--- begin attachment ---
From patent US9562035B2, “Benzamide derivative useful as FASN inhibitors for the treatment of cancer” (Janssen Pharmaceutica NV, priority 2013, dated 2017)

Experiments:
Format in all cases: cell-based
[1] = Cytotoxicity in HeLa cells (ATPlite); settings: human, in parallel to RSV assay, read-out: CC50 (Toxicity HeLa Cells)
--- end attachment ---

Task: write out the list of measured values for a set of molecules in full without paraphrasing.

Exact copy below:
From patent US9562035B2, “Benzamide derivative useful as FASN inhibitors for the treatment of cancer” (Janssen Pharmaceutica NV, priority 2013, dated 2017)

Experiments:
Format in all cases: cell-based
[1] = Cytotoxicity in HeLa cells (ATPlite); settings: human, in parallel to RSV assay, read-out: CC50 (Toxicity HeLa Cells)